Seeds of Truth Ministries

Joseph Hollcraft

radio host • evangelist • catechist

More Blog Entries

Sin (Like a Virus)

World War Z , staring Brad Pitt, is an apocalyptic horror film that is centered around a human virus that spreads through bites, which changes the chemistry of the brain and transforms humans into creatures (zombies) that behave like rabid animals. In the movie, panic spreads and whole countries go... Read more

Love Never takes a Day Off

Upon returning home today, I was greeted by a number of inconvenie nces: a malfunctioning water heater, an overflowing toilet, and a decapitated rat (sorry for the explicit reference). As I walked through the door and began to assess the first step in dealing with these problems (yes, the toilet... Read more

The Church is Calling: Be A Mystic!

Often, we hear the word mystic, and think of such words as rapture, ecstasy, visionary, and so on. On one hand, rightfully so, the likes of Saint Padre Pio and Saint John Bosco, to name a few, are known for their “mystical” experiences of bi-location and the like. But there... Read more
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Tugging and Pulling

I once told my wife, who is a Physician Assistant in Dermatology, that she is going to one day save my life. In my teenage years I spent a lot of time out in the sun, so this was no embellishment. As it turns out, she did, as described below.

Recently, my wife noticed a dark and strange spot on my shoulder. Consequently, we had the odd-looking mole biopsied (a sample of tissue taken to examine it more closely). The biopsy came back as an early form of melanoma cancer. We immediately set up the surgical procedure to have it removed. The surgery went well and the recovery process began.

In the days following the surgery, there was some soreness, but nothing out of the ordinary. While the wound was healing, I felt my skin tugging and pulling. This was natural, my wife told me. Approximately ten days later, the suture was removed, and the experience of the jerking of my skin started to wane.

In those ten days, while the wound was healing, I sensed the Holy Spirit inviting me to consider an important truth to the spiritual life.

On one hand, I was made to consider the importance of tending to a “wound seen” and how applicable this was to the spiritual life. For example, if we do not tend to our self-inflicted wounds (sin) that we “see” in the Sacrament of Confession, then they may ravage our soul like a cancer, eating us up inside. On the other hand, however, even after we tend to our wounds, it would be a mistake to ignore them. How do we do this? By listening to our conscience.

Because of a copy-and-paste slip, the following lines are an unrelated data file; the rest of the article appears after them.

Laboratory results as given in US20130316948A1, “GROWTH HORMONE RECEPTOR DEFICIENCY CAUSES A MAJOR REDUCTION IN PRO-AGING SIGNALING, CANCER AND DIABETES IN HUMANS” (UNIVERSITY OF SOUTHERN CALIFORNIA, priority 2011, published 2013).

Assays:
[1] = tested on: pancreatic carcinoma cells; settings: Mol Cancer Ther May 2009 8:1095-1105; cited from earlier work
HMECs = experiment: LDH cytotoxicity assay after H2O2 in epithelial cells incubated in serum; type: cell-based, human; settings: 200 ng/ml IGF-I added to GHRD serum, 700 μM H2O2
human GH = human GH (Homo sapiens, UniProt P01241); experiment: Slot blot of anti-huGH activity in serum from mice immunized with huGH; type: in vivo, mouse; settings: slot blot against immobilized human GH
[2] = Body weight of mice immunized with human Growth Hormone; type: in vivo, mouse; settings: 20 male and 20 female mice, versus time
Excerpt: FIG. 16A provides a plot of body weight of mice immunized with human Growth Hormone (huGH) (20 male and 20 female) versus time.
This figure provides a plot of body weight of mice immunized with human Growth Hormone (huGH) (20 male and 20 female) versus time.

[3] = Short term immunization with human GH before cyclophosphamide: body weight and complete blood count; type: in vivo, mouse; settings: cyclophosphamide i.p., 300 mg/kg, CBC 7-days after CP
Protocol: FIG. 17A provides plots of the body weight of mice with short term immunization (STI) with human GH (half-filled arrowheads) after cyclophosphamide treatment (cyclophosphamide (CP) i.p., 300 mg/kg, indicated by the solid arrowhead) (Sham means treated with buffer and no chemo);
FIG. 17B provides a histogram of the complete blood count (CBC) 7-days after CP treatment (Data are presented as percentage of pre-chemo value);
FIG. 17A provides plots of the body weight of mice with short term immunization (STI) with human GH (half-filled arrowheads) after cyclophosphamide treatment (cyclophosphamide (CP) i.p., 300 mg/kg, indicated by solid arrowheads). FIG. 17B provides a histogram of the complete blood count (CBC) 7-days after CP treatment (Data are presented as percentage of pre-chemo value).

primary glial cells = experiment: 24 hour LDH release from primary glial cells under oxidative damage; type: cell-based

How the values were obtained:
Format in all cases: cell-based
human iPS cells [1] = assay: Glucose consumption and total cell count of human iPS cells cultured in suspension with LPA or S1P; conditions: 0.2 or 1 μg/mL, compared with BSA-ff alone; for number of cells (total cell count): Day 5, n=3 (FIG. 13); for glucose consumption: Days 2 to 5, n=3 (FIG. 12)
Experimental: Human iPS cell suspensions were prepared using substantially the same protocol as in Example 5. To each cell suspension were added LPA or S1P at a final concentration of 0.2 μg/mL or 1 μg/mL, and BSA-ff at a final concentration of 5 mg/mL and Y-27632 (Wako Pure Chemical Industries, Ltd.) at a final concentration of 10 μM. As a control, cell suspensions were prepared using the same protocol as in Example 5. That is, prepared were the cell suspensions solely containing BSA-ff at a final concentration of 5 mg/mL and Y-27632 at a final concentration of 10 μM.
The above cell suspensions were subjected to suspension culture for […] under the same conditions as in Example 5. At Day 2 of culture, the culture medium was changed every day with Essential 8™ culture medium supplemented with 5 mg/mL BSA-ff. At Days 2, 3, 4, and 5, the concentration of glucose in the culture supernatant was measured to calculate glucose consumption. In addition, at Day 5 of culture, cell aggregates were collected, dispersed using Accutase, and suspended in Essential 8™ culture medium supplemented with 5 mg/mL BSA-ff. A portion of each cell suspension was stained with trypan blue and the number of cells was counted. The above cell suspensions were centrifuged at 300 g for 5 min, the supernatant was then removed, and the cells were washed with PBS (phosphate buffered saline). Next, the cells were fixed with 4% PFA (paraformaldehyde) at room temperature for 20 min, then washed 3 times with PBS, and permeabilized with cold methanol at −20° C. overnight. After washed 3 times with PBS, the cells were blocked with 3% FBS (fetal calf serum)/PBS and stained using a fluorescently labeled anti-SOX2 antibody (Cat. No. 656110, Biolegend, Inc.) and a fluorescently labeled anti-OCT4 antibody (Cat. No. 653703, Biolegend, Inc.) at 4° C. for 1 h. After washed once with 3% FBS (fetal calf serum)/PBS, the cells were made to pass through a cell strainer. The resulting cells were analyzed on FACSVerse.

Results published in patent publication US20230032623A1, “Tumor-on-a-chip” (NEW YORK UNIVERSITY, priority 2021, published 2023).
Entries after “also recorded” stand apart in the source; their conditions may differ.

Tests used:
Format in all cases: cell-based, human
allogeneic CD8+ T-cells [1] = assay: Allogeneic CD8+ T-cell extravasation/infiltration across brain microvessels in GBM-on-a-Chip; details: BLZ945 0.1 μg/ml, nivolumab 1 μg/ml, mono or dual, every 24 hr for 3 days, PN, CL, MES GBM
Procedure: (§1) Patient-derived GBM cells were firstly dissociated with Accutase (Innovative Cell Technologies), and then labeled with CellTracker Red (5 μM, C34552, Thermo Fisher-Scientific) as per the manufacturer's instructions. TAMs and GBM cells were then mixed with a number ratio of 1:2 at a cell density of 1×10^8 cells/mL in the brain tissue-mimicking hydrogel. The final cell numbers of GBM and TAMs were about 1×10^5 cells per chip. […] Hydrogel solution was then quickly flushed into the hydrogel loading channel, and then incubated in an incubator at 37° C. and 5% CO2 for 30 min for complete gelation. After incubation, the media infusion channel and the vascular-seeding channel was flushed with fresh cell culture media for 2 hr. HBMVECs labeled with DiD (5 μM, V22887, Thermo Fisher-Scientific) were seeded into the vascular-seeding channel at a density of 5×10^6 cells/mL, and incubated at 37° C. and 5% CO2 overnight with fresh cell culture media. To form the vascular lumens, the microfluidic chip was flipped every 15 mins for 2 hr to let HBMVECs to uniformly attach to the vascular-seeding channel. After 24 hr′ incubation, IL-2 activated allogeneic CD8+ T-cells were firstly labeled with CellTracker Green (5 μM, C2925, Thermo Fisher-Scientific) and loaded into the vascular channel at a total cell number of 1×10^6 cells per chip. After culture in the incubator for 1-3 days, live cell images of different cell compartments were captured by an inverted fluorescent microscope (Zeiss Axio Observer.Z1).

In the spiritual life, God has given us the gift of our conscience, an interior voice that directs and guides, ultimately helping us distinguish right from wrong. The more formed our conscience is, the clearer this interior voice will help us choose wisely. A well-formed conscience has a way of tugging and pulling at our hearts to be more “firmly resolved, with the help of God’s grace, to sin less and avoid the near occasions of sin” (Act of Contrition). In other words, a well-formed conscience is a sure guide and reminder that although we may have repented of our sin, those self-inflicted wounds, we still need to be resolved to grow in virtue and avoid growing impatient as God’s grace works in our hearts to overcome sin in our lives. (Incidentally, in the span of those ten days, my suture started to get irritated and I needed antibiotics to calm it down. As it turns out, even after the melanoma was removed, the tugging and pulling of my skin had me evaluating the state of my wound). The same occurs in our spiritual life: even as we cooperate with God’s grace and healing, we have to be diligent in allowing a complete healing to occur in our hearts.

When my wife noticed the odd-looking mole on my shoulder, I had a hunch it was in fact melanoma, and what I one day joked about—her saving my life, would soon be a reality. What I did not anticipate, was in the tugging and pulling of my skin, I would be made to reconsider how the conscience, as an interior voice, tugs and pulls on my heart to make life-saving decisions.

A Heart for Evangelizing - Book Cover

“Evangelization is never about numbers, and never about programs. It’s one heart setting another on fire. With this book, Dr. Hollcraft helps us keep the home fires burning—even as we set the world ablaze with Christ.”
Mike Aquilina
Award-winning author of more than 40 popular books

“Hollcraft wonderfully displays the tapestry of Catholic life and evangelization by weaving solid Catholic teaching, its application to the modern world, and clearly expressed examples that bring out the light and shadows of this beautiful picture.”
Fr. Mitch Pacwa, S.J.
Author, television host, Senior Fellow of the St. Paul Center
for Biblical Theology

"In a world of burgeoning textbooks and media, the reminder that  catechesis is inescapably a personal task to which we are all called, through a cooperation with the redeeming and educative work of the Person of the Holy Trinity, is a timely and important one."
Dr. Petroc Willey
Professor of Catechetics, Franciscan University of Steubenville

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Tugging and Pulling | Joseph Hollcraft


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